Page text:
New Orleans, like a set out of “Streetcar,” “Pretty Baby,” or “Cat People,” is one of the top red-hot spots for business conventions, which means all of the Big Easy’s eateries are guaranteed around-the-clock customers. But sophisticated (read: picky) business execs and surprised celebrities can use the following handydandy list to explore the spectrum of the Crescent City’s unique contributions to world cuisine, especially during Mardi Gras and the Jazz Festival.


1. NAPOLEON HOUSE: 500 Chartres St., New Orleans, LA 70130, 504.524.9752.
This is where was once hatched a nefarious plot to smuggle the exiled Napoleon into the “Louisiana Purchase” (itself negotiated between the Little Colonel and Thomas Jefferson for only several mil.) Try, a “muffalleta” sandwich (ham, salami, provolone, and olives in a pressed bun), and don’t forget the recently decriminalized “Old Absinthe” (a dangerous spirit made of wormwood).

2. CAMELLIA GRILL: 6266 S. Carrollton Avenue, New Orleans, LA 70118, 504.309.2679.
This is where Jimmy Buffet (often confused with Warren Buffet) wrote “A Cheeseburger in Paradise.” Try, an aptly named “Cannibal’s Special,” a large cheesy omelet covered in chili con carne.

3. CASIMENTOS: 4330 Magazine St., New Orleans, LA 70115, 504.895.9761.
This is everybody’s favorite place to go for oyster poboys and local Dixie beer, especially with its turn-of-the-last-century tiled floors and molded tin ceilings, suitable for the luxury bathroom of, say, “The Kingfisher” (Huey Long). Try, their freshly shucked oysters with a squirt of lemon and Tobasco red sauce to kill all the icky bacteria.

4. CAFÉ DU MONDE: 813 Decatur St., New Orleans, LA 70116, 504.581.2914.
This is perhaps the most famous café for people watching not only in the French Quarter, or “Vieux Carrée” (Old Quarter), but perhaps in the world. Try, powdered-sugary “beignettes” and their signature chicory coffee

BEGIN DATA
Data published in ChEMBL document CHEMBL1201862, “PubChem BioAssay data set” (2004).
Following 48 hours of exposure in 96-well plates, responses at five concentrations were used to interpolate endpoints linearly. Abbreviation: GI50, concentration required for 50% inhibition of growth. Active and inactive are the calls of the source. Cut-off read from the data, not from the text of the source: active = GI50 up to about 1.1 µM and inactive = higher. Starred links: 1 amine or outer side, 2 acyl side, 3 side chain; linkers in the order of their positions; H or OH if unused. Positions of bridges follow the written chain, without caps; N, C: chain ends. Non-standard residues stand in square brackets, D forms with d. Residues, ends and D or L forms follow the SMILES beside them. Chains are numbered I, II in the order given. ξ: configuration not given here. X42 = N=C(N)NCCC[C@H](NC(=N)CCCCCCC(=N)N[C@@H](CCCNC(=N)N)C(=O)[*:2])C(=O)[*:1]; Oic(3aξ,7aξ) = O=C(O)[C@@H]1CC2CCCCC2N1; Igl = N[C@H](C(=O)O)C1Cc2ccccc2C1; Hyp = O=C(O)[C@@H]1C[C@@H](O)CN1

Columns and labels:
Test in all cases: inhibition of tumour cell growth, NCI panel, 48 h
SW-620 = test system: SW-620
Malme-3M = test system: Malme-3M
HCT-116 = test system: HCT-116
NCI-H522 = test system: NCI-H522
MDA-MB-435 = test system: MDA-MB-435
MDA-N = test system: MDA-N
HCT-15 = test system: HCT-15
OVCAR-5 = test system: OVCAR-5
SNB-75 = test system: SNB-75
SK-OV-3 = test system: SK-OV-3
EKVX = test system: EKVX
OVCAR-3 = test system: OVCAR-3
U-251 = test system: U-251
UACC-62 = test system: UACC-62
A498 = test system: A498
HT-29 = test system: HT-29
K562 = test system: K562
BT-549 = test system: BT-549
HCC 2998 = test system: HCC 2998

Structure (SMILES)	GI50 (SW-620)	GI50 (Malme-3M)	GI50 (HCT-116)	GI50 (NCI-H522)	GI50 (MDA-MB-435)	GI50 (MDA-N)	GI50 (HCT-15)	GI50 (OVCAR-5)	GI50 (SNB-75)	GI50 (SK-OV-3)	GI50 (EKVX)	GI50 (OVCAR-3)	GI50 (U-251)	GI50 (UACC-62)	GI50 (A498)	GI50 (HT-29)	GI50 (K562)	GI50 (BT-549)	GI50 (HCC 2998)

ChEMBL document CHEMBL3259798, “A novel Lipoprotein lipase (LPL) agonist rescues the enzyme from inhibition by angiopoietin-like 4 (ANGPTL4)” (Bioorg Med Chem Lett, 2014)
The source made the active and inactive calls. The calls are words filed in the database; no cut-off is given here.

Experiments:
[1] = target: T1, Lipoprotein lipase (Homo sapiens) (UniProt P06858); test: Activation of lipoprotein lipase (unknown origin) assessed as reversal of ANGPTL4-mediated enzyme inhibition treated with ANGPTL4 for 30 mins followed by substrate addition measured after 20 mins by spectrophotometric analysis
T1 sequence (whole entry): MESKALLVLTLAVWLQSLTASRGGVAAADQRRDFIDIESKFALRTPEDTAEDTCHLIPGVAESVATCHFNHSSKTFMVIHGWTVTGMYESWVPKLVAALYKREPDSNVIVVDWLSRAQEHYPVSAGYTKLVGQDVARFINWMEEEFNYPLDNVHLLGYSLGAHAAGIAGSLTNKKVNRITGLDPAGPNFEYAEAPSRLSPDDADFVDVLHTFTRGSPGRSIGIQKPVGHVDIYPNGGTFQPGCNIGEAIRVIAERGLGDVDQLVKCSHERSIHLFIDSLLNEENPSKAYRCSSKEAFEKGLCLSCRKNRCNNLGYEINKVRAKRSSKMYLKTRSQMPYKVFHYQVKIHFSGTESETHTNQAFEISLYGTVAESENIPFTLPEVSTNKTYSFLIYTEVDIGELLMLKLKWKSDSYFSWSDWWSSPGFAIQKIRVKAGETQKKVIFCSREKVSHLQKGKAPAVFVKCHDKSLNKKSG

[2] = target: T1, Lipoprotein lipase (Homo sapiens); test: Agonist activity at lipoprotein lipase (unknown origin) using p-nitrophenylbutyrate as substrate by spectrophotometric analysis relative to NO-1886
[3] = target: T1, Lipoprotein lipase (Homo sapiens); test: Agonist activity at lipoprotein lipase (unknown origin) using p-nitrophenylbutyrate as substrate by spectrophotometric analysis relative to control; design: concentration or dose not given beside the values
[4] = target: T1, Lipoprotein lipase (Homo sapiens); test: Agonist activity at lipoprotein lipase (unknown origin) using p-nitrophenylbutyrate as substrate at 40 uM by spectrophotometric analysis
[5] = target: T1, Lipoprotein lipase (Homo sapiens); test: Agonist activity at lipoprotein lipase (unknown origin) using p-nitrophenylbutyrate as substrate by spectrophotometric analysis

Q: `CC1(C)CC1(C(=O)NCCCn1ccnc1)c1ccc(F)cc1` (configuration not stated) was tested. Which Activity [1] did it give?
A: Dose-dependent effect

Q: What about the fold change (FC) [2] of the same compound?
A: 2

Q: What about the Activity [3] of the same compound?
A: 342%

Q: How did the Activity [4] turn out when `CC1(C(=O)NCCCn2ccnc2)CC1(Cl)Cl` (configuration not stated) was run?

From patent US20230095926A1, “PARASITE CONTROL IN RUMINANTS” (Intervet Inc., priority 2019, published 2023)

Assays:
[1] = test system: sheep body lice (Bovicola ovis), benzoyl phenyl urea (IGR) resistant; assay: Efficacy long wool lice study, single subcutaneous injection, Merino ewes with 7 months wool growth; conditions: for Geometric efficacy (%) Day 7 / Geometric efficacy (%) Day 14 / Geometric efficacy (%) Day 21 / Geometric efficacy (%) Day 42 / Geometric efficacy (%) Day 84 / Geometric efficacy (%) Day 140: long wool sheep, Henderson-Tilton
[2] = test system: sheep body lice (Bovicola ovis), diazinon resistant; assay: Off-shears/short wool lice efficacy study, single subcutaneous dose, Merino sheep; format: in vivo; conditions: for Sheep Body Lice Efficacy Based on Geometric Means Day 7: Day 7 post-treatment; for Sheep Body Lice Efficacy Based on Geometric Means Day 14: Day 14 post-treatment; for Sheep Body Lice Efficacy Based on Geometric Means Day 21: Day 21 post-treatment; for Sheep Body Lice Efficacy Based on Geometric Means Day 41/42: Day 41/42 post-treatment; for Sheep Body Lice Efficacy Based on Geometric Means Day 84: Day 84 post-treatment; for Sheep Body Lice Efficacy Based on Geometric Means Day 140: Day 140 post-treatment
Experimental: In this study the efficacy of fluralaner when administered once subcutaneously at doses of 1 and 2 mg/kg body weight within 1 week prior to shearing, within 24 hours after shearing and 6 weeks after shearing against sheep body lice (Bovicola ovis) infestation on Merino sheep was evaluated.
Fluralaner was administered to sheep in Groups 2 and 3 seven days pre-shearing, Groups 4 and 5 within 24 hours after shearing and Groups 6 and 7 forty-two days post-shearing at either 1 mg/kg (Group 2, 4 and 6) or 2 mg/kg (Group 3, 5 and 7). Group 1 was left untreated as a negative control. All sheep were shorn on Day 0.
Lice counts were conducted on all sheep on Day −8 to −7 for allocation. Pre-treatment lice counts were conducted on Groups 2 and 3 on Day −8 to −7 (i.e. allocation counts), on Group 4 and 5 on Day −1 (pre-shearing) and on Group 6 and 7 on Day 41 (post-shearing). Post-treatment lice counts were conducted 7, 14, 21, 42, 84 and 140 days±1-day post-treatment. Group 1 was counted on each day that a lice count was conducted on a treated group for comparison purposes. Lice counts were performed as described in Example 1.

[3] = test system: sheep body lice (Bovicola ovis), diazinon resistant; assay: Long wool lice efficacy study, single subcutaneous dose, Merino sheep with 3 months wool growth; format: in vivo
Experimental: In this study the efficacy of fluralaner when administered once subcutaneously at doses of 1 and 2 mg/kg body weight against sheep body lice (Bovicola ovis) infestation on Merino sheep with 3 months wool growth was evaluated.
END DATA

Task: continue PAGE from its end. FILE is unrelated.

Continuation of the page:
5. MR. B’S BISTRO: 201 Royal St., New Orleans, LA 70130, 504.523.2078.
This is the place to order authentic cliché dishes from the traditions of Creole (from the Spanish settlers called “Criolles”) and Cajun (from French Acadian and Basque immigrants expelled from Canada). Try, the gumbo, jambalaya, crawfish étouffe, red beans and rice, and boudin blanc.

6. COMMANDER’S PALACE: 1403 Washington Ave., New Orleans, LA 70116, 504.899.8221.
This is perhaps New Orleans’s most famous and expensive restaurant, specializing in the popular Sunday Jazz Brunch, with the royal décor to prove it. Try, “Bananas Foster” and “Pain Perdu” (lost bread: elegant French toast) for dessert, which was supposedly invented here, and discover who the new upcoming chefs are (both master chefs Emeril Lagasse and Paul Prudhomme once worked here).

7. K PAUL’S: 416 Chartres St., New Orleans, LA 70130, 504.596.2530.
This Cajun/Creole legend is one the best restaurants anywhere, featuring the unique gastronomy of chef Paul Prudhomme, who is often to be seen in situ wearing a Chef Boyardee hat. Try the “blackened redfish.” Et tu, Etouffé? No, the turtle soup!

8. ANTOINE’S: 713 St. Louis St., New Orleans, LA, 70130, 504.581.4422.
This N’Awlins classic restaurant, established 1840, always filled with local “Yats,” is so famous that it once was featured in a Bug’s Bunny cartoon, the one where a Francophone chef tries to turn Bugs into “hossenpfeffer” å la Antoine’s. Try, the “Oysters Rockefeller,” which was supposedly invented here, as well as “Eggs Sardou.”

9. WINDSOR COURT GRILL ROOM: 300 Gravier St., New Orleans, LA 70130, 504.523.6000.
This luxurious 4-diamond restaurant is a throwback to the days of the “Sazerac Room.” Try, the desert menu, which does not yet feature a donated idea from yours truly called “The Windor Court Linzer Torte.” Hey, isn’t that Quentin Tarantino?

10. POPEYE’S: Various Locations.
This fast-food chain, invented in the Big Easy, is too good to eat slowly and blows away rival KFC. Try an extra spicy “Three-Piece” with biscuit or the “Cajun Popcorn” (fried shrimp balls), washed down with a local Barq’s root beer.

© John M. Edwards January 2014
New York

P.S. I just won 10 NATJA Awards. I also won 2 Transitions Abroad Narrative Essay Contest Awards (2009 and 2012), as well as 3 Notable Essays nods in The Best American Essays (2011/2012/2013).

Postcard from Cahuita
John M. Edwards

I stood in a state of stupefaction, eavesdropping on a few random undocumented locals who looked like they were engaging in a slapping fight—except with warm smiles of nonrecognition on their faces, maybe ganja buzzes.